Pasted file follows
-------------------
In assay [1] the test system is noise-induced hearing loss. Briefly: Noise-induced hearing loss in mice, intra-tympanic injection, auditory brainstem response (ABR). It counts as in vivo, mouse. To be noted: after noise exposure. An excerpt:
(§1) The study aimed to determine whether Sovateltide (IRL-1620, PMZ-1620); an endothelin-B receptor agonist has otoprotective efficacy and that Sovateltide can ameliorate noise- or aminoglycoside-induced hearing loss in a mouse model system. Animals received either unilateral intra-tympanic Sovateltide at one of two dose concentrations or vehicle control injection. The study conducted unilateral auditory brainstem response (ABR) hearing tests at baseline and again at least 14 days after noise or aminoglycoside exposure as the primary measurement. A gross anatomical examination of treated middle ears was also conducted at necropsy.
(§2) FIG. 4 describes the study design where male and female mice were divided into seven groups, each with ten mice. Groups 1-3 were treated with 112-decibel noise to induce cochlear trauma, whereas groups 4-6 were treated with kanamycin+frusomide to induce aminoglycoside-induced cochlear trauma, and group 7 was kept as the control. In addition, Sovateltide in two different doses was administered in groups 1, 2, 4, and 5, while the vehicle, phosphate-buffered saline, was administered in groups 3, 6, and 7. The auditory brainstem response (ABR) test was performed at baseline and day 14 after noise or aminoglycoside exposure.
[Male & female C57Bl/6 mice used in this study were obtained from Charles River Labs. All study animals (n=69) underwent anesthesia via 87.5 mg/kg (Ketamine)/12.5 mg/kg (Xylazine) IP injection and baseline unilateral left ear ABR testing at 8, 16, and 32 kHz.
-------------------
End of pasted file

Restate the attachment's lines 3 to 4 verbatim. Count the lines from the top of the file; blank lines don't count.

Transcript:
(§2) FIG. 4 describes the study design where male and female mice were divided into seven groups, each with ten mice. Groups 1-3 were treated with 112-decibel noise to induce cochlear trauma, whereas groups 4-6 were treated with kanamycin+frusomide to induce aminoglycoside-induced cochlear trauma, and group 7 was kept as the control. In addition, Sovateltide in two different doses was administered in groups 1, 2, 4, and 5, while the vehicle, phosphate-buffered saline, was administered in groups 3, 6, and 7. The auditory brainstem response (ABR) test was performed at baseline and day 14 after noise or aminoglycoside exposure.
[Male & female C57Bl/6 mice used in this study were obtained from Charles River Labs. All study animals (n=69) underwent anesthesia via 87.5 mg/kg (Ketamine)/12.5 mg/kg (Xylazine) IP injection and baseline unilateral left ear ABR testing at 8, 16, and 32 kHz.